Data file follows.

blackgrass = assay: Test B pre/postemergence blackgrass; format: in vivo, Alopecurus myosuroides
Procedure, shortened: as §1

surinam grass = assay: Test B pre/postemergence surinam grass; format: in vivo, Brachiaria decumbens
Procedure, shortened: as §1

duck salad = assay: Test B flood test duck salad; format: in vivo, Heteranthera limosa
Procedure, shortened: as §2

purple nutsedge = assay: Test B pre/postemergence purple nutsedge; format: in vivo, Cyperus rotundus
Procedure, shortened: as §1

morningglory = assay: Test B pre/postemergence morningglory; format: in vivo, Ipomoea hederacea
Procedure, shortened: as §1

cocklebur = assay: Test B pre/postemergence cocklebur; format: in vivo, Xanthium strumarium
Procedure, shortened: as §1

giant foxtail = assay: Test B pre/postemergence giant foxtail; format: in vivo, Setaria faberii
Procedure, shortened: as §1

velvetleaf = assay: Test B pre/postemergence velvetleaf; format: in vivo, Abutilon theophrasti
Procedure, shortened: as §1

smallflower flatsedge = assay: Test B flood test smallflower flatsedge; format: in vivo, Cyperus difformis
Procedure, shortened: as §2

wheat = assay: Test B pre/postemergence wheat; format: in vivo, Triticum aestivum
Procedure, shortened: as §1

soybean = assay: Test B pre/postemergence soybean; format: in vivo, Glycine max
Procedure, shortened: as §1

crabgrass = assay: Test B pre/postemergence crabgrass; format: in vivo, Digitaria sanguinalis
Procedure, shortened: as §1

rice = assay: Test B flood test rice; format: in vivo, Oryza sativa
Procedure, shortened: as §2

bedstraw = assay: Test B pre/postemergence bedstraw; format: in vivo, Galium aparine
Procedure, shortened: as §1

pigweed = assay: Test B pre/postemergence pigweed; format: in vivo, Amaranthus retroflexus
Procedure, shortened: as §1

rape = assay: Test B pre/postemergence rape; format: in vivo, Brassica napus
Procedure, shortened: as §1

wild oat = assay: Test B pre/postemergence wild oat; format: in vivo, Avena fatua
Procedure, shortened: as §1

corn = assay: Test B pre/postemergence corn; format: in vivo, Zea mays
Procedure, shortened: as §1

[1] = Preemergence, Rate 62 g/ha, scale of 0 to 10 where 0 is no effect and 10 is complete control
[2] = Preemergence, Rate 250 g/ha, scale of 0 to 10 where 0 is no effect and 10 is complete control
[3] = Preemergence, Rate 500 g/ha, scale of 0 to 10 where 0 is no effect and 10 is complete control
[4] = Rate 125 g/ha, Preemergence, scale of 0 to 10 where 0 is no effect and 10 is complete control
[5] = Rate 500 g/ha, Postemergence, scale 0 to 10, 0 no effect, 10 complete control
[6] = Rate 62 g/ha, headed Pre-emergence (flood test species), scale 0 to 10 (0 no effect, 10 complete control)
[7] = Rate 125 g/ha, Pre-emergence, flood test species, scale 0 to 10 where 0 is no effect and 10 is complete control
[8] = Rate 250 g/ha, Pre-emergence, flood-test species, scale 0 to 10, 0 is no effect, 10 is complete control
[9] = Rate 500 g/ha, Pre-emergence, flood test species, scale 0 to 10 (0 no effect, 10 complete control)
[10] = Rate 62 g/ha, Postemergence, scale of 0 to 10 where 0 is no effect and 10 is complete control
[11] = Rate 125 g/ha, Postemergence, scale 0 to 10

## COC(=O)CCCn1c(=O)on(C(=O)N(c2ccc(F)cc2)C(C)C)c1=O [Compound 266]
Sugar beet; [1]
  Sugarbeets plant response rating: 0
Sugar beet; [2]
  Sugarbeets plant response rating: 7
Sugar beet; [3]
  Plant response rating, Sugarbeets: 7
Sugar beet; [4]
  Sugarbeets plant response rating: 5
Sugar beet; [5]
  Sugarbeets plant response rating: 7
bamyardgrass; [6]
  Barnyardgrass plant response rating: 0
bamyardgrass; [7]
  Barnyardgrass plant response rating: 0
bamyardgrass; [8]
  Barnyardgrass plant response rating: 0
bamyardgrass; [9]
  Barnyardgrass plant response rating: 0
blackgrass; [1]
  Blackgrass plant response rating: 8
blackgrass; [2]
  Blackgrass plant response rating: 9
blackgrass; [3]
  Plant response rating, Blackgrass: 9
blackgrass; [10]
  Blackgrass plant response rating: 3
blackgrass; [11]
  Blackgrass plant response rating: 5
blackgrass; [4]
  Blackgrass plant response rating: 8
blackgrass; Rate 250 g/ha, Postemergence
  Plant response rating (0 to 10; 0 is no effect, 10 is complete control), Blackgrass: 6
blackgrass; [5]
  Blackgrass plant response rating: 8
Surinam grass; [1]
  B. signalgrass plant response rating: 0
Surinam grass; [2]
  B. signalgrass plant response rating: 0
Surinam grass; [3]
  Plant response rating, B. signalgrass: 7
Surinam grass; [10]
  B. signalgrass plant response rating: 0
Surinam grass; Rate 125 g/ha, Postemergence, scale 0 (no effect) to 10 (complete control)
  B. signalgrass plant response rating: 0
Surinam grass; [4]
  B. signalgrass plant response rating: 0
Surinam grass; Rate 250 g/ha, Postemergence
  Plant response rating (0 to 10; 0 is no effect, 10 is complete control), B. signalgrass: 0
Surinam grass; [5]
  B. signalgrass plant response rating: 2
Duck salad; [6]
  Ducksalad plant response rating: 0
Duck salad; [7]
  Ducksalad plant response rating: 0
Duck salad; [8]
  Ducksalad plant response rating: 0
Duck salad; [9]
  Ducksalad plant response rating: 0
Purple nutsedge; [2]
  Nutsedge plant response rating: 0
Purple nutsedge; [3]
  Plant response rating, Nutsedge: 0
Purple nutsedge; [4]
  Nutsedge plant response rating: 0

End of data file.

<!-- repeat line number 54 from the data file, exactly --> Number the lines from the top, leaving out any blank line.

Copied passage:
  Plant response rating, Sugarbeets: 7